Ever stop playing a game for a few days to jump onto something else, come back, and you haven’t got the first clue how anything works anymore? I had that with Guacamelee 2.
That’s probably not the most sensible opening line to go with when talking about a game you like. You’re probably thinking ‘It’s too complicated.” “Sounds too much.” Or more likely “This guy is an idiot and hasn’t got the first clue how to play games, why did he get this amazing game early?”
But there is a point to this. Because 2D / 2.5D platformers have become so ambitious over the last fifteen years you really can’t just ‘dip-in-and-out’ anymore. Gone are the days of a two-button genre, rather these are games with so much more substance that they deserve, nay command, your undivided attention.
And in a year which has seen the fantastic Tropical Freeze return, as well as the exquisite Celeste, phenomenal Dead Cells, and superb Hollow Knight, amazingly, Guacamelee 2 continues to show off one of gaming’s oldest genres in fresh and exciting ways.
Rock out with your Guac out
Guacamelee 2 isn’t massively different from its predecessor in terms of how the core experience plays out. It’s still a Metroidvania in that you need to unlock certain abilities to bypass certain areas. You also punch and suplex lots of things, celebrate Mexican culture and listen to chickens tell jokes.
Where you’ll notice the first big difference is in the graphics. Guacamelee 2 has a new rendering engine and offers a significant step up in quality as a result. Both in terms of its rich colour palette but also in the background detail and character models. The animations are smooth, the lighting flickers marvellously, and the attention to detail is, at times, staggering. Easily one of the brightest and most vibrant platformers on the market right now.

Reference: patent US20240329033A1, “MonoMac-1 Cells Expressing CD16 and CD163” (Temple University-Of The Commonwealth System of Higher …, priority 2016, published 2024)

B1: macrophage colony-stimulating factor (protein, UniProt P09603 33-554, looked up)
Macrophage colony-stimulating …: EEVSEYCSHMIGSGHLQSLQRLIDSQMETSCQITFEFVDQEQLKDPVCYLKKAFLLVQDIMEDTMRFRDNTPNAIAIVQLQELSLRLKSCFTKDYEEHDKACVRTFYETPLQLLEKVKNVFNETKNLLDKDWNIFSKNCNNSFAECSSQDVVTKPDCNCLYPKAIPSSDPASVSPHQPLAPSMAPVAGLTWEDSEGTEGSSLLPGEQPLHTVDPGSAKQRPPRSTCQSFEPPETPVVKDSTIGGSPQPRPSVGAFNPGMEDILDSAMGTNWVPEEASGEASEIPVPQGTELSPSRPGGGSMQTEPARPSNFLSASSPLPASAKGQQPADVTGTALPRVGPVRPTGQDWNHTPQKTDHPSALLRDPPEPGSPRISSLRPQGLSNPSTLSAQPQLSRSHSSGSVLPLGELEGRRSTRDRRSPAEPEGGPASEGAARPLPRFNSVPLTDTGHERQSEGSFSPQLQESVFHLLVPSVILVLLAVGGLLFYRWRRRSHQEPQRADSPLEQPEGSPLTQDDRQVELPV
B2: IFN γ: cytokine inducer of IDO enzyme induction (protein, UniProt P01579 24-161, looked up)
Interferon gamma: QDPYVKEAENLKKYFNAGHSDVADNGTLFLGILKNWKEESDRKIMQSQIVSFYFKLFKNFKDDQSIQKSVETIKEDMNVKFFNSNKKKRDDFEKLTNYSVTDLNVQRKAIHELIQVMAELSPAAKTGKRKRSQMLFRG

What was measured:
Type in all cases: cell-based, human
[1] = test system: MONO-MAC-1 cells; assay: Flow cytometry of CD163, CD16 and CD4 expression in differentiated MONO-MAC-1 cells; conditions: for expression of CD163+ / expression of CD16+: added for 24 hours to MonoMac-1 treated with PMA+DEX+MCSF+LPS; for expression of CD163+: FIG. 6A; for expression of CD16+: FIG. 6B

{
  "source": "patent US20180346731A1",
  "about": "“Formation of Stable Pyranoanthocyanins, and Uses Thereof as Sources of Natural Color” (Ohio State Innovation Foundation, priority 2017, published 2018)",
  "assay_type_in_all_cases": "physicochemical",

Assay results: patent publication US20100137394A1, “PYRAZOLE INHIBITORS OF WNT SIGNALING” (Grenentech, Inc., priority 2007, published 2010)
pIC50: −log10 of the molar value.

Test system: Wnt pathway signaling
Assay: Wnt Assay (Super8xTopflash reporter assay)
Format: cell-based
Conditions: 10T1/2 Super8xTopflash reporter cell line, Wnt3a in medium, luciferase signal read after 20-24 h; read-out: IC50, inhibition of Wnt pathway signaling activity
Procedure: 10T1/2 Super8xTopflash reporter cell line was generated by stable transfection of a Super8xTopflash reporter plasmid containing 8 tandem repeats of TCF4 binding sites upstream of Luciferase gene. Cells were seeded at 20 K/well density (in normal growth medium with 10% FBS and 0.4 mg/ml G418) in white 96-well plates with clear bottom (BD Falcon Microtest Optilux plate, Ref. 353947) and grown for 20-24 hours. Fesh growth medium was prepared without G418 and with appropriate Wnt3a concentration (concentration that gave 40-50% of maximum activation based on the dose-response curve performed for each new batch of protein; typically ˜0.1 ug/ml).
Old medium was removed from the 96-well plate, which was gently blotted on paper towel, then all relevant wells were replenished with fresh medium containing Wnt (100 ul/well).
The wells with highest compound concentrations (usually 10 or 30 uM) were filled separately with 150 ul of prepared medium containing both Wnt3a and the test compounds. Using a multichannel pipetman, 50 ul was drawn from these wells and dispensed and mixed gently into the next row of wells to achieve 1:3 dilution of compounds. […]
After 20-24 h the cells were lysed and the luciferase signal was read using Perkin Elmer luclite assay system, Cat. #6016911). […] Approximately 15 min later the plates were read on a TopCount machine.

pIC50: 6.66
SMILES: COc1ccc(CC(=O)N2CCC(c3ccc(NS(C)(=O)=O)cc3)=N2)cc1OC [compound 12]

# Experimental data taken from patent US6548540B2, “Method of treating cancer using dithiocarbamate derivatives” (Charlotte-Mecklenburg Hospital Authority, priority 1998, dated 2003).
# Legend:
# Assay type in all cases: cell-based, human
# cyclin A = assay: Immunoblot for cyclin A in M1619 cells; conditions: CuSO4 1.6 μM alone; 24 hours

Guacamelee 2 just oozes personality and charisma, both in terms of its aesthetic, but also in its writing. Drinkbox have certainly found their voice with this sequel and the humour is absolutely on-point. In fact, the first twenty minutes reads like a who’s who of nods, references and winks to the games’ influences and pop culture in general. It’s hilarious.
It all starts with an out of shape Juan living his best life with family. He’s got two kids with El Presidente’s daughter now and has long retired the mask, thinking his fighting days are behind him. But when another Lucahdor threatens to tear the fabric of the Mexiverse, he’s back supplexing and dropkicking before you can say dia de los muertos.
And this feeds back into my original point about the controls because Juan has not only remembered his old moves but added a bunch of new ones as well. He can change form into a chicken at any point and even switch dimensions with a quick press of R2. When you’re pulling combos together, while trying to progress through the stages, Guacamelee 2 gets VERY busy and occasionally overwhelming because you end up with so many different combinations and possibilities to keep in your memory bank.
In that regard, it’s certainly towards the top of the pyramid of toughest platformers. Just when you think you’ve mastered it, Drinkbox throw another curveball your way. Whether it’s encountering one of the five masters who offer you new fighting abilities, or a new type of block for you to break through, or a tougher enemy, or meeting a familiar character. Guacamelee 2 absolutely thrives on disrupting your playthrough at every turn which makes it very difficult, not only to put down, but to keep up with the tempo.
Guacamelee 2 is also huge and absolutely chock-full of secrets and optional objectives. To the point where you’ll start passing them by because you just want to see the story unfold because it’s so well written. And because you’ll keep earning abilities deep into the game, naturally there’ll be lots to go back and revisit because you couldn’t do anything beforehand.
With the 4 player drop-in and drop-out co-op on top of that as well, Guacamelee 2 is just everything a sequel should be. It improves on the original in just about every conceivable way, puts you in some challenging, difficult situations, but is never overly unfair. Most importantly, it’s just damn good fun.
Guacamelee 2 is a stunning, slick platformer and a more than worthy successor to one of last-generation’s finest gems.
+ Absolutely stunning graphics through the new engine
+ Tight mechanics offer some creative sequences
+ Firm but fair difficulty
+ Full of content
+ Effortlessly entertaining and charismatic
+ Four player is crazy fun
– Tough challenge will be offputting for some
– Some lag and slowdown when alternating between dimensions
9 out of 10
Tested on PS4
Code provided by the publisher